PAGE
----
Chopin, Kate. “The Story of an Hour.” English Composition II, Indian River State College Libraries, 2019.
"The Story of an Hour." Short Stories for Students, edited by Kathleen Wilson, vol. 2, Gale, 1997, pp. 263-277. Gale Literature, https://link-gale-com.db12.linccweb.org/apps/doc/CX2694900026/GLS?u=lincclin_ircc&sid=GLS&xid=aae49184.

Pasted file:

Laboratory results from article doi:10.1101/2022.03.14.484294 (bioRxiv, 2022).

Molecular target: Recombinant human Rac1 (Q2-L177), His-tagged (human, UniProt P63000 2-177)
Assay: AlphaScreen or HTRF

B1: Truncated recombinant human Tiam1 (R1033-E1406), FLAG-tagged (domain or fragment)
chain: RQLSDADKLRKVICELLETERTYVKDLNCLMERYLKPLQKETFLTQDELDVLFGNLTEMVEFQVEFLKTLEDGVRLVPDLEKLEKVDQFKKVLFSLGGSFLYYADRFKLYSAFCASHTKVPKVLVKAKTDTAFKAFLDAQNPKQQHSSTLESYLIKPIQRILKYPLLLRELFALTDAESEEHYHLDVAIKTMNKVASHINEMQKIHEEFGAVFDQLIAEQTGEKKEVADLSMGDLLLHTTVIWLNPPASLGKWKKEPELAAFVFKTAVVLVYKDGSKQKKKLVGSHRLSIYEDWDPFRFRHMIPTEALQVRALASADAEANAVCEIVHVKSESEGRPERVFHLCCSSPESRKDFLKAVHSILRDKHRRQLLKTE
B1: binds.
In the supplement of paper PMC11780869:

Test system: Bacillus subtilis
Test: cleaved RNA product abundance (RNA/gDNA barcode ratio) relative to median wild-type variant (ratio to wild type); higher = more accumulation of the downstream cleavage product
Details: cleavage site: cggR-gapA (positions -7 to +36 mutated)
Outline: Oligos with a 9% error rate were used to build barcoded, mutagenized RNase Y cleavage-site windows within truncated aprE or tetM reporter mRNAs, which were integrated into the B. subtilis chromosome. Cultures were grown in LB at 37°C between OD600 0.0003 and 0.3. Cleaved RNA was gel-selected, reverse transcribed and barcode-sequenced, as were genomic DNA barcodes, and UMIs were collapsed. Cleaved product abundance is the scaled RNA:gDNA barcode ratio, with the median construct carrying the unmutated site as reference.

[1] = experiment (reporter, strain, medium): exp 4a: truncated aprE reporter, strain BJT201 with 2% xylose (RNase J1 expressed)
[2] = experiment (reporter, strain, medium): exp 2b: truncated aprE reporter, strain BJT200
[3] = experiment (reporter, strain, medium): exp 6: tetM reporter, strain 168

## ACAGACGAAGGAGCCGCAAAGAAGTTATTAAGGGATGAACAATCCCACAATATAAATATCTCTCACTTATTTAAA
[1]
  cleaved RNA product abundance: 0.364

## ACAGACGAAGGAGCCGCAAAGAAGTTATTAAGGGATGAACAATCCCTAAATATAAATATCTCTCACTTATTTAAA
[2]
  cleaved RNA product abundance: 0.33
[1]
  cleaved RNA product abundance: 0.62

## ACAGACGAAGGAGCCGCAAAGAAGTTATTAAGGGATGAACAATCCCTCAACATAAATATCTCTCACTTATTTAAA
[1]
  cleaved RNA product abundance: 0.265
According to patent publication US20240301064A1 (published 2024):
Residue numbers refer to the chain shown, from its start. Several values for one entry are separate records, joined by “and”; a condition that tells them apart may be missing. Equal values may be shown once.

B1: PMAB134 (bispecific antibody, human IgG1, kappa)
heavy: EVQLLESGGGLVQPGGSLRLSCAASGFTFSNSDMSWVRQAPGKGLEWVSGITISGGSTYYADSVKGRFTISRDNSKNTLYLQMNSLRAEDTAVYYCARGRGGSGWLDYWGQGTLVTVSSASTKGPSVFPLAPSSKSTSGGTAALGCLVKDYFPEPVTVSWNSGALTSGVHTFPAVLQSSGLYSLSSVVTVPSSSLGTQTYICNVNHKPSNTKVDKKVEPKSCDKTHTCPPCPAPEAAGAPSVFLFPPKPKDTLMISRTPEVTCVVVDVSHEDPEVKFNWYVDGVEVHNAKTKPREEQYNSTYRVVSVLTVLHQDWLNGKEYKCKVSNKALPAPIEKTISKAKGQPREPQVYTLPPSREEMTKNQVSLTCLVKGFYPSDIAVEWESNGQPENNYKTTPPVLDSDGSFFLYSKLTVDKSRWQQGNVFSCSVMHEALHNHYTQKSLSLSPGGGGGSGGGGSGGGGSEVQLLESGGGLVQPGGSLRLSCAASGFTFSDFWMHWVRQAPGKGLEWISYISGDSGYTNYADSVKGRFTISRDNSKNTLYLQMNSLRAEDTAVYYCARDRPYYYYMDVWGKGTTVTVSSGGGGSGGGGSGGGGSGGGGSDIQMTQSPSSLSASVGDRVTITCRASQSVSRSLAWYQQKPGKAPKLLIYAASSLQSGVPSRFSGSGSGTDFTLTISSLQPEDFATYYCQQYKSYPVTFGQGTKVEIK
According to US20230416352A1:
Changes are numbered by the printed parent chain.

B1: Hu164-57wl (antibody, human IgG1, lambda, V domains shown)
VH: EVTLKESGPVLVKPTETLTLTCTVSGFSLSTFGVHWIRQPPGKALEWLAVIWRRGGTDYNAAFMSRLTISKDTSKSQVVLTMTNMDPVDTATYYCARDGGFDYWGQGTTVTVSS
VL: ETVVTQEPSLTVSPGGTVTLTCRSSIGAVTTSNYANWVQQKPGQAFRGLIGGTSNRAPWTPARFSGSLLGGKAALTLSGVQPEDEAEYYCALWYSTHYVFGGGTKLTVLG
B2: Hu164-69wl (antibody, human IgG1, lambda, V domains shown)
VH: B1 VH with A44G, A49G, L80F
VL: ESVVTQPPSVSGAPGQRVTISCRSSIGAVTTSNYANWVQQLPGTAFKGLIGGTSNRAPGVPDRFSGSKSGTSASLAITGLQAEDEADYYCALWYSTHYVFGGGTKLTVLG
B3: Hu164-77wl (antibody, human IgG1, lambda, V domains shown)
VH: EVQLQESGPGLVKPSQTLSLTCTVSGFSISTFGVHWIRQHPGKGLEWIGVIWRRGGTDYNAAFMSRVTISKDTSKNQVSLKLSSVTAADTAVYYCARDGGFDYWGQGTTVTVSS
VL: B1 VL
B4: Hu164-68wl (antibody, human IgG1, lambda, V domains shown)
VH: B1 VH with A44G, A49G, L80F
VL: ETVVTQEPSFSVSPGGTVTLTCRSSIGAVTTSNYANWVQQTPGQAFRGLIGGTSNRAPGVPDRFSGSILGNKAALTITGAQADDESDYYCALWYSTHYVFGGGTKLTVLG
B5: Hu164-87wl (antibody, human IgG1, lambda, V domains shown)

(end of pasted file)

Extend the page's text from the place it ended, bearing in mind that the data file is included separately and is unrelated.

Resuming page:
Some of Chopin’s short stories were rejected for publication on moral grounds, for editors perceived in them an unseemly interest in female self-assertion and sexual liberation. Per Seyersted, Chopin’s biographer, writes in his introduction to The Complete Works of Kate Chopin, Volume 1, that the “reason why editors turned down a number of her stories was very likely that her women became more passionate and emancipated.” Given that “The Story of an Hour” was published in 1894, several years after it was written, we can comprehend the importance of moral grounds as a basis for rejection. Marriage was considered a sacred institution. Divorce was quite rare in the 1800s and if one was to occur, men were automatically given legal control of all property and children. Even the constitutional amendments of 1868 and 1870, granting rights of citizenship and voting, gave these rights to African-Americans not women. Women were not granted the right to vote in political elections until 1920. Obviously then, a female writer who wrote of women wanting independence would not be received very highly, especially one who wrote of a woman rejoicing in the death of her husband. The fact that she pays for her elation with her life at the end of the story is not enough to redeem either the character or the author.